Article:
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Two versions of shooting emerge during opening statements of attempted murder trial

It was “he said, she said” Monday in the opening statements of the attempted murder trial of Patchita Tennant, the Riverhead woman accused of shooting her estranged boyfriend — and father of her child — three times in Flanders on Sept. 5, 2019.

“If you’re not going to marry me, I’m going to kill you, and I’m going to kill myself,” is what Assistant District Attorney Eric Aboulafia said Ms. Tennant yelled at Andrew Silas Mitchell before aiming a .38-caliber revolver at him and shooting him two times in the chest and once in shoulder.

He said Mr. Mitchell was still able to wrestle the gun from her and empty all of the bullets so he wouldn’t get shot again.

But Matthew Tuohy, the attorney for Ms. Tennant, said in his opening statement that no such scenario occurred. He said the case is “all about self defense,” and that “at the end of the day, it’s his story versus my client’s story” and that, under state law, “it’s not her burden to prove anything.”

He described their relationship as “toxic and abusive” at times.

One question that has yet to be answered is who the gun belonged to, as both have accused the other of owning it.

Both Ms. Tennant, 42, and Mr. Mitchell, 48, are expected to testify in the trial before County Court Judge John Collins in Riverside.

Ms. Tennant, who was a manager at the East Hampton CVS pharmacy, is charged with attempted murder, assault with a weapon, criminal use or possession of a firearm and assault with intention to cause physical injury. 

The top charge is a class B felony punishable by up to 25 years in prison.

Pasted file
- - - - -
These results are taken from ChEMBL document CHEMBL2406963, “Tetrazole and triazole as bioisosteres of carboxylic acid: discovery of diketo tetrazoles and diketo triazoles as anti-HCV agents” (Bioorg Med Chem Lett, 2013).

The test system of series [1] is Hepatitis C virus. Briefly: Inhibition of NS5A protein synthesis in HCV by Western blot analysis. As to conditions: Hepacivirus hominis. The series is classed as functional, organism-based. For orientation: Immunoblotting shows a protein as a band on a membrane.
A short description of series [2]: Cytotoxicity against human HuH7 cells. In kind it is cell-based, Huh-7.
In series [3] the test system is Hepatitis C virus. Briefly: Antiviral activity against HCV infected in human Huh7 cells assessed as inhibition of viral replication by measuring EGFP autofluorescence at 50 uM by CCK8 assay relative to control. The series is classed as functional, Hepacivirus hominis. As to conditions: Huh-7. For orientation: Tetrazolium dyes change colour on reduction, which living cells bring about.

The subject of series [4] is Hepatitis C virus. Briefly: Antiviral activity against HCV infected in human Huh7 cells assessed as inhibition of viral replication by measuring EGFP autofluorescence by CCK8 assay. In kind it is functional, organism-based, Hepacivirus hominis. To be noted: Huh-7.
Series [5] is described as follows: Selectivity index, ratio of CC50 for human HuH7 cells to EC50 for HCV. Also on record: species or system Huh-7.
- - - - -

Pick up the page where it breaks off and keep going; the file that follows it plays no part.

Mr. Aboulafia said that at about 8:20 p.m., Ms. Tennant was banging on the door of a bedroom in the house she and Mr. Mitchell owned on Pleasure Drive in Flanders, calling for Mr. Mitchell to come out.

She yelled that she was going to kill Mr. Mitchell and herself, and then burst through the door, according to Mr. Aboulafia. Ms. Tennant then took out a revolver and shot Mr. Mitchell. 

Mr. Mitchell was able to wrestle the gun way, despite fighting for his life, and Ms. Tennant took off in her gray 2019 Hyundai Santa Fe, prompting police to launch a multi-agency search and statewide Amber Alert for her, based in part on the belief that her 3-year-old daughter was in the car with her, which she was not. She had been left with a family member when Ms. Tennant went to Mr. Mitchell’s house, police said. Ms. Tennant turned herself in to police the following day. 

Mr. Aboulafia said that Ms. Tennant’s actions were motivated by jealousy and rage, because Mr. Mitchell would not marry her and was seeing other women.

Mr. Mitchell ran out of the house and called 911 at about 8:22 p.m. A 911 recording with Southampton Town Police indicated that he was beginning to lose consciousness while on the phone. His right lung was punctured, according to Mr. Aboulafia. 

Surveillance recordings from the Manorville CVS recorded Ms. Tennant buying a disposable cell phone, a large container of water, a new shirt and cleaning materials shortly after the shooting, according to Mr. Aboulafia.

After the shooting, the Hyundai Santa Fe that Ms. Tennant was driving was found abandoned in a shopping center parking lot in Middle Island.

Ms. Tennant had left her purse behind in the vehicle, and in it was a round of live ammunition, according to Mr. Aboulafia. He said the evidence will show that the shooting of Mr. Mitchell was premeditated and was done with the intent to cause serious physical injury or death. 

Mr. Tuohy said the shooting was done in self defense. He said there are only two witnesses to what happened — Mr. Mitchell and Ms. Tennant.

Mr. Tuohy said it was Mr. Mitchell who had the gun on the night of the shooting and that they both struggled to take possession of it, and Mr. Mitchell lost his balance and lost the gun to Ms. Tennant, who shot him in self-defense.

Mr. Tuohy said there is no evidence — other than what Mr. Mitchell said — that she yelled, “I will kill you and I will kill myself.”

He said she bought the disposable, pre-paid cell phone because it was her only means of communicating and is “not proof of anything.”

Police have said the gun was not legally registered.

Testimony began Monday after opening statements and will continue Tuesday before the trial resumes again on Thursday.